Regional Reviews: San Francisco
Brilliant Ensemble Work in
Female Transport's first premiere was at Half Moon Company in London in 1973; since that date, many colleges and universities in the U.K. and the U.S. have presented this historical piece about a time when women were mere chattels and taught to suspect each other and compete for male approval in a society that was dominated by men.
The one hour, 45 minute drama is a tough, realistic and detailed account of the hardships endured by six females whose crimes were purse-cutting, prostitution and "false pretenses." Their sentences were long stretches of penal servitude in the new colonies in Australia. They were transported in British war ships that were badly overcrowded since most of the navy's fleet was occupied with the war with the American colonies. The ships were captained by young inexperienced British officers and sergeants who were looking for extra profit through the transportation.
Female Transport opens with the women entering a dank and dark cell in the hold of the ship. This will be their home for the long and arduous six-month journey around Cape Hope to Sydney. They will have to endure worm-ridden food, putrid water and rats. The cruel sergeant (Steven Anthony Jones) will be their caretaker, helped by a 16-year-old first mate Tommy (Jomar Tagatac).
The women must overstress their individuality, and they are ferociously independent of men and each other. They all have betrayed someone in the past to gain their independence. Winnie (Colleen Harris) is designated as the "matron" of the group against her will, and she becomes the mother figure of the group. Nance (Gwynee Flanagan), an independent rebel against the authority of the men, says, "There's no 'ope in 'ere less we all stick together." During the trip's progress we see cutting exchanges and taunting among the women. We see how one goes from being a frightened doe to being completely mad.
Slowly, we see a solidarity rise among the women. Nance, who has endured floggings and tortures for her defiance, earns the respect of the five other women. When the hatch door of the ship opens upon landing in Sydney at the end of their trip, and harsh sunlight comes streaming in, these convicts are different women.
Gwynne Flanagan, Colleen Harris, Anna Olivia Moore, Sarayu Rao and Allison Jean White play these convicts not as caricatures but as real persons. The cockney accents are flawless, and when they get angry or even slightly mad, they do not overstep the traits that could make them cartoonish. These are great actresses in the making. They are third year graduating students and will be making the rounds in New York and other cities for future roles in theatre. All are excellent.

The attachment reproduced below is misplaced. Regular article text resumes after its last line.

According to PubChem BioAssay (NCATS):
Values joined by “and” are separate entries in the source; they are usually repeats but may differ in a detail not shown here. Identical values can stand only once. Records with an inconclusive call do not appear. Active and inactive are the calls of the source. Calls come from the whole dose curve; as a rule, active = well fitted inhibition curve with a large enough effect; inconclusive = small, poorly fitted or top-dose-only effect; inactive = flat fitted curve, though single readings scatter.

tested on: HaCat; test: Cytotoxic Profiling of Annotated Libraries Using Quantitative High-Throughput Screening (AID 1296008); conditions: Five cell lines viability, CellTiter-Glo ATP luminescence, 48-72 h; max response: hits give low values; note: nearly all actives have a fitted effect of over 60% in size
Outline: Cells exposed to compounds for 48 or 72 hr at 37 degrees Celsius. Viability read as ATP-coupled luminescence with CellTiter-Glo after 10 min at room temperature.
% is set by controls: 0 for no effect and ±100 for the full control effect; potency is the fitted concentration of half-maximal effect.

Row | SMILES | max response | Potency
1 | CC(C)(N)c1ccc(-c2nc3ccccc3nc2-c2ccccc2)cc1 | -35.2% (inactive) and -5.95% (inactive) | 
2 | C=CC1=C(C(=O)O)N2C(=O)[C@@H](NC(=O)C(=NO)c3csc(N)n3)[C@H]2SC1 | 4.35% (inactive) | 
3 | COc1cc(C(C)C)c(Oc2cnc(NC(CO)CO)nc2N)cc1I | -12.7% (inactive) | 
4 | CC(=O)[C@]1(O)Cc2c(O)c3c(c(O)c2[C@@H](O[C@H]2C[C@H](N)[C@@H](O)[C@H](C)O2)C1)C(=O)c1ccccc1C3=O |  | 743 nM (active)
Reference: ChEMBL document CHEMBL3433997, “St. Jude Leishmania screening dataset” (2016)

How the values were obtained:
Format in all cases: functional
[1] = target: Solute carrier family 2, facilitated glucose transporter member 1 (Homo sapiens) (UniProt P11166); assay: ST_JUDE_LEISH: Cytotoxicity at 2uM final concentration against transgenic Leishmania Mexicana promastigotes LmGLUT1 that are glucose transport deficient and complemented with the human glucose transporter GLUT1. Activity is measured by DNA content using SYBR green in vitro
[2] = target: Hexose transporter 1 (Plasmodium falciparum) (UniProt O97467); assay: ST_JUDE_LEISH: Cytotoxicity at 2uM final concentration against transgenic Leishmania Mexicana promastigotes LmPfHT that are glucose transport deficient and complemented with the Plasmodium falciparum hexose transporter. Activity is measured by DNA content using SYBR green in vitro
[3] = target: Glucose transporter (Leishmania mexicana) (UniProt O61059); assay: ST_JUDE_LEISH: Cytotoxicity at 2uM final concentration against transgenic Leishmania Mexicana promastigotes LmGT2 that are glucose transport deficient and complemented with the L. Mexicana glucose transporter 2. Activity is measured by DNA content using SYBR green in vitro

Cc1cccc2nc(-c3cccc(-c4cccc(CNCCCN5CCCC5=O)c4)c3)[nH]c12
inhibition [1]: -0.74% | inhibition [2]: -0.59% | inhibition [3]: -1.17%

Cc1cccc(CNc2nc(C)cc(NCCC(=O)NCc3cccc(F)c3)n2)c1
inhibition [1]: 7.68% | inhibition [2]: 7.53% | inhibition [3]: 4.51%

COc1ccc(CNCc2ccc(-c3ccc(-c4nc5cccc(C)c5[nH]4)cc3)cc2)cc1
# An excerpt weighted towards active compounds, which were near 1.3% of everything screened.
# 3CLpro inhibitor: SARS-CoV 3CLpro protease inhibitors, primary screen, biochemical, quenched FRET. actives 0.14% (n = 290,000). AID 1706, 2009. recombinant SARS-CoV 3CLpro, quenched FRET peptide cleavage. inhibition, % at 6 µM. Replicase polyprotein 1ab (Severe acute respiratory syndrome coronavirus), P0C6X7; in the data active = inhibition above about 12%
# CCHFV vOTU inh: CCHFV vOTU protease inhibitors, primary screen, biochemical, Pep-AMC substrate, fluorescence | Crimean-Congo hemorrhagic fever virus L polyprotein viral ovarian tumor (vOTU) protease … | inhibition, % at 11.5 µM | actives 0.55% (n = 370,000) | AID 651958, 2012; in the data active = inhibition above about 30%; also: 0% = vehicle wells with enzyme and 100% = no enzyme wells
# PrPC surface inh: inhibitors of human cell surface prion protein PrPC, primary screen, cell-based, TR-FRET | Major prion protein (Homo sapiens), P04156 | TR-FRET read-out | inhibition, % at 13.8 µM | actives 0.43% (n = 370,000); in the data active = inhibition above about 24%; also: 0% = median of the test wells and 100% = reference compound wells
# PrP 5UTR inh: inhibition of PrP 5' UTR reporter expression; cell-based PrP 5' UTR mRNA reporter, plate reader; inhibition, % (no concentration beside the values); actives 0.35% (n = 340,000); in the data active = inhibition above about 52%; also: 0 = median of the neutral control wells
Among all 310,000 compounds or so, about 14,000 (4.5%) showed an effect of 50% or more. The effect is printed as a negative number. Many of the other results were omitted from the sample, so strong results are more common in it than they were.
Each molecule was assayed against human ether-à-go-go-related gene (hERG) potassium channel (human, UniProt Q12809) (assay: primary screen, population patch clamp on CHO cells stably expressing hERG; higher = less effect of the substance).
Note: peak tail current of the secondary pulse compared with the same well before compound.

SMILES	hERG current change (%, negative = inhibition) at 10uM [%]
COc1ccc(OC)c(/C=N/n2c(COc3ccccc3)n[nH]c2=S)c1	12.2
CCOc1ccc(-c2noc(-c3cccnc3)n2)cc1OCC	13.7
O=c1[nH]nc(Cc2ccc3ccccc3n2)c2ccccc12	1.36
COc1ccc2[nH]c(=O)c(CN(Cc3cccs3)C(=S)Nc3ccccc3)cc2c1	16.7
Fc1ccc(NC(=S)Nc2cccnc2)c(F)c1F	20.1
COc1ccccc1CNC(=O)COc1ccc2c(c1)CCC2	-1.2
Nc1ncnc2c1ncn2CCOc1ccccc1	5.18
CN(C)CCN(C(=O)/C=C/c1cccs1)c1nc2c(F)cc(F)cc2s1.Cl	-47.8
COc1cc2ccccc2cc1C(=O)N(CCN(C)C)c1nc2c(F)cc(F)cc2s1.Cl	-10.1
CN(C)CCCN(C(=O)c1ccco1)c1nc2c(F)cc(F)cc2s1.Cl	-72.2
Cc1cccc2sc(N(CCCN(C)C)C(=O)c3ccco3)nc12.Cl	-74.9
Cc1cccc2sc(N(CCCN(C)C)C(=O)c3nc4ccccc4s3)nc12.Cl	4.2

A.C.T. core actor Steven Anthony Jones (Scrooge in Christmas Carol plus other great A.C.T. roles) plays the cruel Sarge. Jones does not overplay the cruelty of the sergeant, and there is a certain amount of humanity in the performance. Jomar Tagatac (young Scrooge in A Christmas Carol) is excellent as the naïve first mate who becomes a man before the ship arrives in Sydney harbor. His transformation and his indecision about whose side he is on is beautifully accomplished by his acting. He is also a third year student of the Master of Fine Arts Program.
Peter Allen Stone plays the surgeon who believes in humane treatment of the girls but also has a dark side to his personality. (Stone had trouble with the accent on opening night at the beginning of the play when explaining that these girls were being transported for petty criminal acts. His speech patterns were rushed and this made it most difficult, along with the accent, to tell what he was saying. I understand this will be cleared up by the director.) Reid Morgan in the small role of the captain seems a bit too young to be the captain of the British man o' war, but as he explains, all of the older captains are out fighting the Americans in the war. He has a Northern English accent that is very good. All of the male actors, with the exception of Steven Anthony Jones, are third year students of the program.
Director Anne Kauffman (The Typographer's Dream at Encore and The Loyal Opposition at New York Theatre Workshop) does impressive work on this production. She has made what could have been over the top performances into presentations of real human beings. The scenic and lighting design by Alexander V. Nichols is amazing. He makes the stage look like the hold of a British frigate, with its prison like structure. With the Zeum Theatre being small, you are actually almost in the hold of the ship, giving a feeling of imprisonment. It is a strange sensation.
Female Transport will play in Repertory with Lilies through April 3rd at the Zeum Theatre, Yerba Buena Gardens (Fourth and Howard) San Francisco. Tickets are available by calling the A.C.T. box office at 415-749-2228 or by visiting www.act-sf.org.